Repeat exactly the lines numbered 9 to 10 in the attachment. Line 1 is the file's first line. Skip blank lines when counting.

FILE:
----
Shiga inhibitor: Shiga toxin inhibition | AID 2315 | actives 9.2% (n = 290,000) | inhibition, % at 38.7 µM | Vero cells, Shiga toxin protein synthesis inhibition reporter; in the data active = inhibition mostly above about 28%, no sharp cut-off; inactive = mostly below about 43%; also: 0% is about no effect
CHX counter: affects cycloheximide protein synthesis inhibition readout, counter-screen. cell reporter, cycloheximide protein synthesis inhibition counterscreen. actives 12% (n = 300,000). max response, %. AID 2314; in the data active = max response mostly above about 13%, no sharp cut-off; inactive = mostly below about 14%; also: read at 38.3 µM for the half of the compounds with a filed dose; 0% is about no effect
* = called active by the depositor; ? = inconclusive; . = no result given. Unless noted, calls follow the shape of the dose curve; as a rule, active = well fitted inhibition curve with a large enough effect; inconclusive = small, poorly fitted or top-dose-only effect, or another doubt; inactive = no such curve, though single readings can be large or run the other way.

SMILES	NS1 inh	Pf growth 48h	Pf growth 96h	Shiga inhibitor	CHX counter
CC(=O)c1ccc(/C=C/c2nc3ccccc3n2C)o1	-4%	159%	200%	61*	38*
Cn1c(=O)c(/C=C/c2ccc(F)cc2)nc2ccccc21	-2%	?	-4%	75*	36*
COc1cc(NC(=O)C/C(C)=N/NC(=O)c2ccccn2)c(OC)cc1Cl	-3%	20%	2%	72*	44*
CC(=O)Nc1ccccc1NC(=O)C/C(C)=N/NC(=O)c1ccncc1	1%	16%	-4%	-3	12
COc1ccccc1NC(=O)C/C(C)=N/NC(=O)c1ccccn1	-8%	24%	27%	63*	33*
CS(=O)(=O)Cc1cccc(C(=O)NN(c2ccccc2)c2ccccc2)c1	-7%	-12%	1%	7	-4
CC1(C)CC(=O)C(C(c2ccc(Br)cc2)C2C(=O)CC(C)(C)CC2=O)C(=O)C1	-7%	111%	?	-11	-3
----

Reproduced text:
COc1ccccc1NC(=O)C/C(C)=N/NC(=O)c1ccccn1	-8%	24%	27%	63*	33*
CS(=O)(=O)Cc1cccc(C(=O)NN(c2ccccc2)c2ccccc2)c1	-7%	-12%	1%	7	-4